Background: Parkinson’s disease is a chronic neurodegenerative disorder characterized by a progressive loss of dopaminergic neurons. The pathophysiological mechanisms underlying Parkinson’s are still unknown. Mitochondrial dysfunction, abnormal protein aggregation, increased neuroinflammation and impairment of brain glucose metabolism are shared processes among insulinresistance, diabetes and neurodegeneration and have been suggested as key mechanisms in development of Parkinson’s and cognitive impairment.
Objective: To review experimental and clinical evidence of underlying Parkinson’s pathophysiology in common with diabetes and cognitive impairment. Anti-diabetic agents and recent patents for insulin-resistance that might be repositioned in the treatment of Parkinson’s also have been included in this review.
Method: A narrative review using MEDLINE database.
Results: Common antidiabetic treatments such as DPP4 inhibitors, GLP-1 agonists and metformin have shown promise in the treatment of Parkinson’s disease and cognitive impairment in animals and humans. Study of the pathophysiology of neurodegeneration common between diabetes and Parkinson’s disease has given rise to new treatment possibilities. Patents published in the last 5 years could be used in novel approaches to Parkinson’s treatment by targeting specific pathophysiology proteins, such as Nurr1, PINK1 and NrF2, while patents to improve penetration of the blood brain barrier could allow improved efficacy of existing treatments.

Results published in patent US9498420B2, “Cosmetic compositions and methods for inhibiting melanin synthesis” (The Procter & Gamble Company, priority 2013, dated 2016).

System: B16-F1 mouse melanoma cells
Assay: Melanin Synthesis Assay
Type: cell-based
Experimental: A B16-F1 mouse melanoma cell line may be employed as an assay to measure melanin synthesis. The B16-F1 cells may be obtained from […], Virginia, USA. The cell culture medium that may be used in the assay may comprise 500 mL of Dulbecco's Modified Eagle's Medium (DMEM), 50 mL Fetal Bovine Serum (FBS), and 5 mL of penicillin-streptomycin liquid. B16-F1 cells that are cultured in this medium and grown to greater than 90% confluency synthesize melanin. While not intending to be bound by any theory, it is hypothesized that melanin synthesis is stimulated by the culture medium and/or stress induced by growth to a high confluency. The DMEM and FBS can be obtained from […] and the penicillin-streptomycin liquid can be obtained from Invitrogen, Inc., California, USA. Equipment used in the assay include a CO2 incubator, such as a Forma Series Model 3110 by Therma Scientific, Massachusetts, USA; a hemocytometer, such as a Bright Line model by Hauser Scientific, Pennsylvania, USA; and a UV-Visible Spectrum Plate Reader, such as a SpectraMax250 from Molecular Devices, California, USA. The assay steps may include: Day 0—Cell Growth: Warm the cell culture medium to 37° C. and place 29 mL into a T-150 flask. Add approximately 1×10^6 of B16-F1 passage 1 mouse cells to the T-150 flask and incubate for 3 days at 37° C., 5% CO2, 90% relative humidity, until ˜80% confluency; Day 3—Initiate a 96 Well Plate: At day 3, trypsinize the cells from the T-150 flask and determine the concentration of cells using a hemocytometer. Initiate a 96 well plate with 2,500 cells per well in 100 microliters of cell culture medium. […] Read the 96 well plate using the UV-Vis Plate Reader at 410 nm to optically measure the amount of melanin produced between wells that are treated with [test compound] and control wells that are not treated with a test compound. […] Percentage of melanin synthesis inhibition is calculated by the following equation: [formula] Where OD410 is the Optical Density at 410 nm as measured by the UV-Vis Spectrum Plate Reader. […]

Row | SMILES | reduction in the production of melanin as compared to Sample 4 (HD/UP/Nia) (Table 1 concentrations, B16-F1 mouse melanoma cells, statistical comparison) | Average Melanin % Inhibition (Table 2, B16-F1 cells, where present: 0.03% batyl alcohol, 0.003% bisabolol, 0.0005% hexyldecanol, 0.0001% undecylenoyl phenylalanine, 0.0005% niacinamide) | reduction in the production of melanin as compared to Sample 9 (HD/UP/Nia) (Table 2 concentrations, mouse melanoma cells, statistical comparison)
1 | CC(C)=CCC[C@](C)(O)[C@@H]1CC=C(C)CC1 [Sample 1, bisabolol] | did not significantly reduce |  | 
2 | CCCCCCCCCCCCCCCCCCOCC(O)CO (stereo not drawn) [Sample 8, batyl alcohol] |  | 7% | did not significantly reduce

Conclusion: Further studies using GLP-1 agonists and DPP-4 inhibitors to treat PD are warranted as they have shown promise.